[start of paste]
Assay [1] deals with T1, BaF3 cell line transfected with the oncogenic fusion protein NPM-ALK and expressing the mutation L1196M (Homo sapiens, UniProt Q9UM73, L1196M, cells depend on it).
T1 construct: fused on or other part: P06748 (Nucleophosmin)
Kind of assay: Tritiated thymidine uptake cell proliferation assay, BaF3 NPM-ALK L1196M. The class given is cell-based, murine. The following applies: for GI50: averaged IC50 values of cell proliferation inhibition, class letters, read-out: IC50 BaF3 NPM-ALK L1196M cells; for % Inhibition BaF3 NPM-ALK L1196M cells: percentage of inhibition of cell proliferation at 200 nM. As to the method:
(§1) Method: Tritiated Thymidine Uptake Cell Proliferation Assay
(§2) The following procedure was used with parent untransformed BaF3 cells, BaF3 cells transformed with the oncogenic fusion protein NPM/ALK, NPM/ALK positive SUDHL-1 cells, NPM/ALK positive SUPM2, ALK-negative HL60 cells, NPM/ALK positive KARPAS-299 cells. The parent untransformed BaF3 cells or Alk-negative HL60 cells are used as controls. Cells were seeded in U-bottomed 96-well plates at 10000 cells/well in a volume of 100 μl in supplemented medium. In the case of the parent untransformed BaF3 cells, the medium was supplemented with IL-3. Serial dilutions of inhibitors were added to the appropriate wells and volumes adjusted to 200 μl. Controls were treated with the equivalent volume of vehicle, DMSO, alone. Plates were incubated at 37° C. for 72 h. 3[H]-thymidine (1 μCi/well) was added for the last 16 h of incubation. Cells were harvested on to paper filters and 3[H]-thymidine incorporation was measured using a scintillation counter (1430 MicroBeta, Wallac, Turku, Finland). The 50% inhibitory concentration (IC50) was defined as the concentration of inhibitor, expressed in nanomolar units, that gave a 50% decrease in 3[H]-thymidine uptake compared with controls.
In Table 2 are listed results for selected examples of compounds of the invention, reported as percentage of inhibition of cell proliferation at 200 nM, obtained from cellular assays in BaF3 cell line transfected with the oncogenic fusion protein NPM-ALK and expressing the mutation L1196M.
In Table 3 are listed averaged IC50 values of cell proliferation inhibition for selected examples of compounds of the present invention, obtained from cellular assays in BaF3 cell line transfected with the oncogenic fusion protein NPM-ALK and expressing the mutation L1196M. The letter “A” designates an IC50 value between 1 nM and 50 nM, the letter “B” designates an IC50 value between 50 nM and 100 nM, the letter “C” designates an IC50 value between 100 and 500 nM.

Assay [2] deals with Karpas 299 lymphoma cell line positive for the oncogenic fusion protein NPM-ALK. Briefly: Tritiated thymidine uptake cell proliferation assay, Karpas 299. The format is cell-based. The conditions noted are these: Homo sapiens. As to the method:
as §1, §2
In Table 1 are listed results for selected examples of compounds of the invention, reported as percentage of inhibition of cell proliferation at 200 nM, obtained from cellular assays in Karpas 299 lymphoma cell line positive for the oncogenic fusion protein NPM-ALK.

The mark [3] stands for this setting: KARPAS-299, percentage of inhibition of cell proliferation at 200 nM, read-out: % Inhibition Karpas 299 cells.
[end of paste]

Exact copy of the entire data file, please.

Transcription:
Assay [1] deals with T1, BaF3 cell line transfected with the oncogenic fusion protein NPM-ALK and expressing the mutation L1196M (Homo sapiens, UniProt Q9UM73, L1196M, cells depend on it).
T1 construct: fused on or other part: P06748 (Nucleophosmin)
Kind of assay: Tritiated thymidine uptake cell proliferation assay, BaF3 NPM-ALK L1196M. The class given is cell-based, murine. The following applies: for GI50: averaged IC50 values of cell proliferation inhibition, class letters, read-out: IC50 BaF3 NPM-ALK L1196M cells; for % Inhibition BaF3 NPM-ALK L1196M cells: percentage of inhibition of cell proliferation at 200 nM. As to the method:
(§1) Method: Tritiated Thymidine Uptake Cell Proliferation Assay
(§2) The following procedure was used with parent untransformed BaF3 cells, BaF3 cells transformed with the oncogenic fusion protein NPM/ALK, NPM/ALK positive SUDHL-1 cells, NPM/ALK positive SUPM2, ALK-negative HL60 cells, NPM/ALK positive KARPAS-299 cells. The parent untransformed BaF3 cells or Alk-negative HL60 cells are used as controls. Cells were seeded in U-bottomed 96-well plates at 10000 cells/well in a volume of 100 μl in supplemented medium. In the case of the parent untransformed BaF3 cells, the medium was supplemented with IL-3. Serial dilutions of inhibitors were added to the appropriate wells and volumes adjusted to 200 μl. Controls were treated with the equivalent volume of vehicle, DMSO, alone. Plates were incubated at 37° C. for 72 h. 3[H]-thymidine (1 μCi/well) was added for the last 16 h of incubation. Cells were harvested on to paper filters and 3[H]-thymidine incorporation was measured using a scintillation counter (1430 MicroBeta, Wallac, Turku, Finland). The 50% inhibitory concentration (IC50) was defined as the concentration of inhibitor, expressed in nanomolar units, that gave a 50% decrease in 3[H]-thymidine uptake compared with controls.
In Table 2 are listed results for selected examples of compounds of the invention, reported as percentage of inhibition of cell proliferation at 200 nM, obtained from cellular assays in BaF3 cell line transfected with the oncogenic fusion protein NPM-ALK and expressing the mutation L1196M.
In Table 3 are listed averaged IC50 values of cell proliferation inhibition for selected examples of compounds of the present invention, obtained from cellular assays in BaF3 cell line transfected with the oncogenic fusion protein NPM-ALK and expressing the mutation L1196M. The letter “A” designates an IC50 value between 1 nM and 50 nM, the letter “B” designates an IC50 value between 50 nM and 100 nM, the letter “C” designates an IC50 value between 100 and 500 nM.

Assay [2] deals with Karpas 299 lymphoma cell line positive for the oncogenic fusion protein NPM-ALK. Briefly: Tritiated thymidine uptake cell proliferation assay, Karpas 299. The format is cell-based. The conditions noted are these: Homo sapiens. As to the method:
as §1, §2
In Table 1 are listed results for selected examples of compounds of the invention, reported as percentage of inhibition of cell proliferation at 200 nM, obtained from cellular assays in Karpas 299 lymphoma cell line positive for the oncogenic fusion protein NPM-ALK.

The mark [3] stands for this setting: KARPAS-299, percentage of inhibition of cell proliferation at 200 nM, read-out: % Inhibition Karpas 299 cells.